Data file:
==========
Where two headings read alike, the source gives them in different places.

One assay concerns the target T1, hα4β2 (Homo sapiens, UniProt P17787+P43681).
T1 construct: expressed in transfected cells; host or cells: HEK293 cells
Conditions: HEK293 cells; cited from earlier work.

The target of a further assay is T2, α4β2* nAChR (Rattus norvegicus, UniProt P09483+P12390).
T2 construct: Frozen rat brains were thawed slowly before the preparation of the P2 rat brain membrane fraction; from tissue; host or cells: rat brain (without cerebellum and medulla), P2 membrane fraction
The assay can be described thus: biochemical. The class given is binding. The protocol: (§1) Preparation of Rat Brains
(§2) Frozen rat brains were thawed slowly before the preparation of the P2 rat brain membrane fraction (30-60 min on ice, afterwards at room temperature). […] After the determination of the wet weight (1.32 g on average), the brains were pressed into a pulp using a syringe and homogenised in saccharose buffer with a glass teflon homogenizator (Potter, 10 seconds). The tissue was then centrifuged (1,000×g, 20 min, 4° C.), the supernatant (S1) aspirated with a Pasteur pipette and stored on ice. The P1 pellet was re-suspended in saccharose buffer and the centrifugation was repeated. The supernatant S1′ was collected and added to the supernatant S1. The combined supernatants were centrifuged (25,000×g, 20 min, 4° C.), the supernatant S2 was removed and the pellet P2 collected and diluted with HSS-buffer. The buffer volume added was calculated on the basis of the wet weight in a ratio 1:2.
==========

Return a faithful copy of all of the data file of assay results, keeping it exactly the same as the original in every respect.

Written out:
Where two headings read alike, the source gives them in different places.

One assay concerns the target T1, hα4β2 (Homo sapiens, UniProt P17787+P43681).
T1 construct: expressed in transfected cells; host or cells: HEK293 cells
Conditions: HEK293 cells; cited from earlier work.

The target of a further assay is T2, α4β2* nAChR (Rattus norvegicus, UniProt P09483+P12390).
T2 construct: Frozen rat brains were thawed slowly before the preparation of the P2 rat brain membrane fraction; from tissue; host or cells: rat brain (without cerebellum and medulla), P2 membrane fraction
The assay can be described thus: biochemical. The class given is binding. The protocol: (§1) Preparation of Rat Brains
(§2) Frozen rat brains were thawed slowly before the preparation of the P2 rat brain membrane fraction (30-60 min on ice, afterwards at room temperature). […] After the determination of the wet weight (1.32 g on average), the brains were pressed into a pulp using a syringe and homogenised in saccharose buffer with a glass teflon homogenizator (Potter, 10 seconds). The tissue was then centrifuged (1,000×g, 20 min, 4° C.), the supernatant (S1) aspirated with a Pasteur pipette and stored on ice. The P1 pellet was re-suspended in saccharose buffer and the centrifugation was repeated. The supernatant S1′ was collected and added to the supernatant S1. The combined supernatants were centrifuged (25,000×g, 20 min, 4° C.), the supernatant S2 was removed and the pellet P2 collected and diluted with HSS-buffer. The buffer volume added was calculated on the basis of the wet weight in a ratio 1:2.